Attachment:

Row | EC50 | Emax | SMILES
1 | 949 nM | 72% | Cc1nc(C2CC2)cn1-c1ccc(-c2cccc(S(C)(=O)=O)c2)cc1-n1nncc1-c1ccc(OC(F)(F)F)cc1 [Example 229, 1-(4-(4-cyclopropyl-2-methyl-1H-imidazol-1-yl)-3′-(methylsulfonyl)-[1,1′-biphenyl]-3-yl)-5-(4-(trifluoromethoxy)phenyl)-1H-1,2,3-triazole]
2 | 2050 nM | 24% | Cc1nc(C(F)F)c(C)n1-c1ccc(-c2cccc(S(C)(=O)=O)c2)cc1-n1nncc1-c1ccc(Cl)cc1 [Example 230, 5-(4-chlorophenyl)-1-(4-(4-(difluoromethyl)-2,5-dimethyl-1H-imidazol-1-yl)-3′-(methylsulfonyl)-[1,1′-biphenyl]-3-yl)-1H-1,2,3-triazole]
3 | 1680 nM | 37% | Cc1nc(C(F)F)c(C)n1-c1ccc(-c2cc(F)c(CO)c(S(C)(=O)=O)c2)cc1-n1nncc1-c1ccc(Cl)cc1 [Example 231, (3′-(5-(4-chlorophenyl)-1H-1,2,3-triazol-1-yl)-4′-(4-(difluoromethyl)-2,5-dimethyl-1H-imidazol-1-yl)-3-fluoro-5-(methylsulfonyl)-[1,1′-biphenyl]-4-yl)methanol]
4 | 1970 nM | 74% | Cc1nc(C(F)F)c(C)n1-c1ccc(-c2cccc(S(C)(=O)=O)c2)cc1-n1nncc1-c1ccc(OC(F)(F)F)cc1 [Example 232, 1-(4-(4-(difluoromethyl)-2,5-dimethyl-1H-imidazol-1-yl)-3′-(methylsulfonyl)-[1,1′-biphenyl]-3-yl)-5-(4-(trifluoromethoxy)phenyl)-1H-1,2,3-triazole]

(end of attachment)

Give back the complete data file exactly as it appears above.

Row | EC50 | Emax | SMILES
1 | 949 nM | 72% | Cc1nc(C2CC2)cn1-c1ccc(-c2cccc(S(C)(=O)=O)c2)cc1-n1nncc1-c1ccc(OC(F)(F)F)cc1 [Example 229, 1-(4-(4-cyclopropyl-2-methyl-1H-imidazol-1-yl)-3′-(methylsulfonyl)-[1,1′-biphenyl]-3-yl)-5-(4-(trifluoromethoxy)phenyl)-1H-1,2,3-triazole]
2 | 2050 nM | 24% | Cc1nc(C(F)F)c(C)n1-c1ccc(-c2cccc(S(C)(=O)=O)c2)cc1-n1nncc1-c1ccc(Cl)cc1 [Example 230, 5-(4-chlorophenyl)-1-(4-(4-(difluoromethyl)-2,5-dimethyl-1H-imidazol-1-yl)-3′-(methylsulfonyl)-[1,1′-biphenyl]-3-yl)-1H-1,2,3-triazole]
3 | 1680 nM | 37% | Cc1nc(C(F)F)c(C)n1-c1ccc(-c2cc(F)c(CO)c(S(C)(=O)=O)c2)cc1-n1nncc1-c1ccc(Cl)cc1 [Example 231, (3′-(5-(4-chlorophenyl)-1H-1,2,3-triazol-1-yl)-4′-(4-(difluoromethyl)-2,5-dimethyl-1H-imidazol-1-yl)-3-fluoro-5-(methylsulfonyl)-[1,1′-biphenyl]-4-yl)methanol]
4 | 1970 nM | 74% | Cc1nc(C(F)F)c(C)n1-c1ccc(-c2cccc(S(C)(=O)=O)c2)cc1-n1nncc1-c1ccc(OC(F)(F)F)cc1 [Example 232, 1-(4-(4-(difluoromethyl)-2,5-dimethyl-1H-imidazol-1-yl)-3′-(methylsulfonyl)-[1,1′-biphenyl]-3-yl)-5-(4-(trifluoromethoxy)phenyl)-1H-1,2,3-triazole]